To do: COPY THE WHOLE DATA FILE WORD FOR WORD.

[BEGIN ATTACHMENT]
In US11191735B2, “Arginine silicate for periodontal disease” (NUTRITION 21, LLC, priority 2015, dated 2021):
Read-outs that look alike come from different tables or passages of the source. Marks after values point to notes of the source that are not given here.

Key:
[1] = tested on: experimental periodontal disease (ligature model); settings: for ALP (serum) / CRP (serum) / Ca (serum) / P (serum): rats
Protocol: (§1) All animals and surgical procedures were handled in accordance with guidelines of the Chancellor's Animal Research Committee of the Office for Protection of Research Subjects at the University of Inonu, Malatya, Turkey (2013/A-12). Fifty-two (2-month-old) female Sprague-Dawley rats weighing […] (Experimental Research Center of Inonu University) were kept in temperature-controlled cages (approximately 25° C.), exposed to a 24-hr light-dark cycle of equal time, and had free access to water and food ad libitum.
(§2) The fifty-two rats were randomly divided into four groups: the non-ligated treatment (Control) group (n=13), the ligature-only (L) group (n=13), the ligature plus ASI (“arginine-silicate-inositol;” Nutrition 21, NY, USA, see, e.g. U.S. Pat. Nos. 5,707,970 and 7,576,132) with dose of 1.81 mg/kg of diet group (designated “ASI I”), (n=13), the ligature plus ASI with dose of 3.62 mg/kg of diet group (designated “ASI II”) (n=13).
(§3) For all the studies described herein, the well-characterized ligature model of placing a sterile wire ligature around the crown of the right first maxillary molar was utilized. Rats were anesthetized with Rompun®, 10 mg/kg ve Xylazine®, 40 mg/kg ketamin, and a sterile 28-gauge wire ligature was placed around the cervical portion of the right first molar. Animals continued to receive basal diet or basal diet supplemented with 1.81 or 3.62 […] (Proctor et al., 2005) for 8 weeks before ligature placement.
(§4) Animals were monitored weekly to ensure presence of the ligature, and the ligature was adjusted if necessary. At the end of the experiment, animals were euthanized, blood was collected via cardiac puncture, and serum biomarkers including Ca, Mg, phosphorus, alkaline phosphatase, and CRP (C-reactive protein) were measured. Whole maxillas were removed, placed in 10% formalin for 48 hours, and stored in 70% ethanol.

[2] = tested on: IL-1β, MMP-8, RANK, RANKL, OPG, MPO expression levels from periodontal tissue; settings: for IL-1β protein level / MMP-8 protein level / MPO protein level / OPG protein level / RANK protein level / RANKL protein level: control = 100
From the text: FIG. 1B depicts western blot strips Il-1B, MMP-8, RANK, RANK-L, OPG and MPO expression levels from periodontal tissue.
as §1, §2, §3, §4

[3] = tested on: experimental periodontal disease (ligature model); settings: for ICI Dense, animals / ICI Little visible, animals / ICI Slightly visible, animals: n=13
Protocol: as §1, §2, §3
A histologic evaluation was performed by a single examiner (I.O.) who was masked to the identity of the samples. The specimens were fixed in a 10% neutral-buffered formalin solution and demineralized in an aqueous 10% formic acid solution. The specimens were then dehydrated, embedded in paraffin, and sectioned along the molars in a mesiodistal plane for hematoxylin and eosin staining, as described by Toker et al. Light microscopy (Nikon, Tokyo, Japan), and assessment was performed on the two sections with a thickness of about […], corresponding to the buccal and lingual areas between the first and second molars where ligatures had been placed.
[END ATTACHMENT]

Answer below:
In US11191735B2, “Arginine silicate for periodontal disease” (NUTRITION 21, LLC, priority 2015, dated 2021):
Read-outs that look alike come from different tables or passages of the source. Marks after values point to notes of the source that are not given here.

Key:
[1] = tested on: experimental periodontal disease (ligature model); settings: for ALP (serum) / CRP (serum) / Ca (serum) / P (serum): rats
Protocol: (§1) All animals and surgical procedures were handled in accordance with guidelines of the Chancellor's Animal Research Committee of the Office for Protection of Research Subjects at the University of Inonu, Malatya, Turkey (2013/A-12). Fifty-two (2-month-old) female Sprague-Dawley rats weighing […] (Experimental Research Center of Inonu University) were kept in temperature-controlled cages (approximately 25° C.), exposed to a 24-hr light-dark cycle of equal time, and had free access to water and food ad libitum.
(§2) The fifty-two rats were randomly divided into four groups: the non-ligated treatment (Control) group (n=13), the ligature-only (L) group (n=13), the ligature plus ASI (“arginine-silicate-inositol;” Nutrition 21, NY, USA, see, e.g. U.S. Pat. Nos. 5,707,970 and 7,576,132) with dose of 1.81 mg/kg of diet group (designated “ASI I”), (n=13), the ligature plus ASI with dose of 3.62 mg/kg of diet group (designated “ASI II”) (n=13).
(§3) For all the studies described herein, the well-characterized ligature model of placing a sterile wire ligature around the crown of the right first maxillary molar was utilized. Rats were anesthetized with Rompun®, 10 mg/kg ve Xylazine®, 40 mg/kg ketamin, and a sterile 28-gauge wire ligature was placed around the cervical portion of the right first molar. Animals continued to receive basal diet or basal diet supplemented with 1.81 or 3.62 […] (Proctor et al., 2005) for 8 weeks before ligature placement.
(§4) Animals were monitored weekly to ensure presence of the ligature, and the ligature was adjusted if necessary. At the end of the experiment, animals were euthanized, blood was collected via cardiac puncture, and serum biomarkers including Ca, Mg, phosphorus, alkaline phosphatase, and CRP (C-reactive protein) were measured. Whole maxillas were removed, placed in 10% formalin for 48 hours, and stored in 70% ethanol.

[2] = tested on: IL-1β, MMP-8, RANK, RANKL, OPG, MPO expression levels from periodontal tissue; settings: for IL-1β protein level / MMP-8 protein level / MPO protein level / OPG protein level / RANK protein level / RANKL protein level: control = 100
From the text: FIG. 1B depicts western blot strips Il-1B, MMP-8, RANK, RANK-L, OPG and MPO expression levels from periodontal tissue.
as §1, §2, §3, §4

[3] = tested on: experimental periodontal disease (ligature model); settings: for ICI Dense, animals / ICI Little visible, animals / ICI Slightly visible, animals: n=13
Protocol: as §1, §2, §3
A histologic evaluation was performed by a single examiner (I.O.) who was masked to the identity of the samples. The specimens were fixed in a 10% neutral-buffered formalin solution and demineralized in an aqueous 10% formic acid solution. The specimens were then dehydrated, embedded in paraffin, and sectioned along the molars in a mesiodistal plane for hematoxylin and eosin staining, as described by Toker et al. Light microscopy (Nikon, Tokyo, Japan), and assessment was performed on the two sections with a thickness of about […], corresponding to the buccal and lingual areas between the first and second molars where ligatures had been placed.